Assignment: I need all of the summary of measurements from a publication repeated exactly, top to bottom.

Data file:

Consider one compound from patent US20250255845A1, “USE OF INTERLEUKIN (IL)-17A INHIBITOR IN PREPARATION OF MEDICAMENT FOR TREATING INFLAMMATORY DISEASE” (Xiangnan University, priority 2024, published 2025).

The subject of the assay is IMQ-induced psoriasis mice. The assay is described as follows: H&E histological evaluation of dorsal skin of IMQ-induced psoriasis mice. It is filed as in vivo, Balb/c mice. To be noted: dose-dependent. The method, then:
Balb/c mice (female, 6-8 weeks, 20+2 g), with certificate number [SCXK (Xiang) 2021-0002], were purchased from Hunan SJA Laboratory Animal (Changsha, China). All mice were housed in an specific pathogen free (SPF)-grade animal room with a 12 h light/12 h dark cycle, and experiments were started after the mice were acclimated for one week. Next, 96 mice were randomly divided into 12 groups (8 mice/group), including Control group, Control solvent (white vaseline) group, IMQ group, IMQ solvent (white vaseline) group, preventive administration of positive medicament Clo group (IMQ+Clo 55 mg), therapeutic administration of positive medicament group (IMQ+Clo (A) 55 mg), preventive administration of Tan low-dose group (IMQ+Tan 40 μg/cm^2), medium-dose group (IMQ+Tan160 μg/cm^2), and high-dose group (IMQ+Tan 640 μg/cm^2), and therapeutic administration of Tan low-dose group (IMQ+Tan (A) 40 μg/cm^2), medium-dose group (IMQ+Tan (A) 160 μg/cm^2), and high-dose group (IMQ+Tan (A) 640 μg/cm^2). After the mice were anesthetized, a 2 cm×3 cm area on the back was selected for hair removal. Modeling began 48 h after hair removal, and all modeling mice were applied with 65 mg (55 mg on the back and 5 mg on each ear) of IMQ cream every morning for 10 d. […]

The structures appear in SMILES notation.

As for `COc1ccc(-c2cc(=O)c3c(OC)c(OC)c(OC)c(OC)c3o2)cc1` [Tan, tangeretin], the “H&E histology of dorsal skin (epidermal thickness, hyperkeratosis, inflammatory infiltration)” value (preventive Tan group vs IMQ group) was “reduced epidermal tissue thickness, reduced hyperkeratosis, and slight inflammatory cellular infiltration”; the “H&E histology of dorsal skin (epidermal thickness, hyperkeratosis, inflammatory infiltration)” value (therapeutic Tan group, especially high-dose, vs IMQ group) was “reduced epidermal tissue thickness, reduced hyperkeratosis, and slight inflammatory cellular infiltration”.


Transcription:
Consider one compound from patent US20250255845A1, “USE OF INTERLEUKIN (IL)-17A INHIBITOR IN PREPARATION OF MEDICAMENT FOR TREATING INFLAMMATORY DISEASE” (Xiangnan University, priority 2024, published 2025).

The subject of the assay is IMQ-induced psoriasis mice. The assay is described as follows: H&E histological evaluation of dorsal skin of IMQ-induced psoriasis mice. It is filed as in vivo, Balb/c mice. To be noted: dose-dependent. The method, then:
Balb/c mice (female, 6-8 weeks, 20+2 g), with certificate number [SCXK (Xiang) 2021-0002], were purchased from Hunan SJA Laboratory Animal (Changsha, China). All mice were housed in an specific pathogen free (SPF)-grade animal room with a 12 h light/12 h dark cycle, and experiments were started after the mice were acclimated for one week. Next, 96 mice were randomly divided into 12 groups (8 mice/group), including Control group, Control solvent (white vaseline) group, IMQ group, IMQ solvent (white vaseline) group, preventive administration of positive medicament Clo group (IMQ+Clo 55 mg), therapeutic administration of positive medicament group (IMQ+Clo (A) 55 mg), preventive administration of Tan low-dose group (IMQ+Tan 40 μg/cm^2), medium-dose group (IMQ+Tan160 μg/cm^2), and high-dose group (IMQ+Tan 640 μg/cm^2), and therapeutic administration of Tan low-dose group (IMQ+Tan (A) 40 μg/cm^2), medium-dose group (IMQ+Tan (A) 160 μg/cm^2), and high-dose group (IMQ+Tan (A) 640 μg/cm^2). After the mice were anesthetized, a 2 cm×3 cm area on the back was selected for hair removal. Modeling began 48 h after hair removal, and all modeling mice were applied with 65 mg (55 mg on the back and 5 mg on each ear) of IMQ cream every morning for 10 d. […]

The structures appear in SMILES notation.

As for `COc1ccc(-c2cc(=O)c3c(OC)c(OC)c(OC)c(OC)c3o2)cc1` [Tan, tangeretin], the “H&E histology of dorsal skin (epidermal thickness, hyperkeratosis, inflammatory infiltration)” value (preventive Tan group vs IMQ group) was “reduced epidermal tissue thickness, reduced hyperkeratosis, and slight inflammatory cellular infiltration”; the “H&E histology of dorsal skin (epidermal thickness, hyperkeratosis, inflammatory infiltration)” value (therapeutic Tan group, especially high-dose, vs IMQ group) was “reduced epidermal tissue thickness, reduced hyperkeratosis, and slight inflammatory cellular infiltration”.